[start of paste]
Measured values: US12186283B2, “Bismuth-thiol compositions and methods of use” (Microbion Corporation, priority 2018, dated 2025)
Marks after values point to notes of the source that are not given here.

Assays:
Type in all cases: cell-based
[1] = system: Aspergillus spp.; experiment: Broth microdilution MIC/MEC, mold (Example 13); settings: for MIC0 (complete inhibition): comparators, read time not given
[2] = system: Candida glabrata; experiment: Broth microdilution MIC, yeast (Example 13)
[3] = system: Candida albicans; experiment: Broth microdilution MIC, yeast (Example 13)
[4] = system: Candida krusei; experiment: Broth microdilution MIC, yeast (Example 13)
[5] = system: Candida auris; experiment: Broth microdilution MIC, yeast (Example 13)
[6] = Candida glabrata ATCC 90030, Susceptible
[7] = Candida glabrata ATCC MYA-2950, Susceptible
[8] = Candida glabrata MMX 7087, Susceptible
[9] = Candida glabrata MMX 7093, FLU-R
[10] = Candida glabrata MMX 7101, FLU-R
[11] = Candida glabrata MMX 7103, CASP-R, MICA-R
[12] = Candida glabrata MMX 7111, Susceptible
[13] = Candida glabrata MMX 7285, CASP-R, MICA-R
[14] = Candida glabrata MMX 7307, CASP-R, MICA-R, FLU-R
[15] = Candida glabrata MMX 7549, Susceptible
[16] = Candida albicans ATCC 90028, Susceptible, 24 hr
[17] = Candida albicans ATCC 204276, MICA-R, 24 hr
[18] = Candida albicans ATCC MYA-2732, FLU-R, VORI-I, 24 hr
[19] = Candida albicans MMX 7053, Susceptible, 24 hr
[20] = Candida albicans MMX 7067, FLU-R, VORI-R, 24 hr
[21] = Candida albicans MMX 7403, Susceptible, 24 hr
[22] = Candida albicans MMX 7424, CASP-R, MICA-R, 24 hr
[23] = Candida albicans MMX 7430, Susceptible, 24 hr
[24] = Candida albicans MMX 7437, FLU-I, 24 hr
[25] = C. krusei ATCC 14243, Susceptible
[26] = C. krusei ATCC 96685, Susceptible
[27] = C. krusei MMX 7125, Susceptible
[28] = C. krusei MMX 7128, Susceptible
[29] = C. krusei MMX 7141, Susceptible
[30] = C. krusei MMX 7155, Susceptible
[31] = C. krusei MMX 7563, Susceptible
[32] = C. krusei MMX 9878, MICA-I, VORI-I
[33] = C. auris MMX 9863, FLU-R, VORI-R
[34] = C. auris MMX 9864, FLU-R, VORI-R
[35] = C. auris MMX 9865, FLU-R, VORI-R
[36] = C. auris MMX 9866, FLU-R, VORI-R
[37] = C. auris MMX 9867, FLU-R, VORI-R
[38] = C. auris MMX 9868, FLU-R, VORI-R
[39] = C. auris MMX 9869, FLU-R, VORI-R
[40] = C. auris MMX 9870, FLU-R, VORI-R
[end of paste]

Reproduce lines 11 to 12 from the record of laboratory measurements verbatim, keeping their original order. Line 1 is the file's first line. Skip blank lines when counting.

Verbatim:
[7] = Candida glabrata ATCC MYA-2950, Susceptible
[8] = Candida glabrata MMX 7087, Susceptible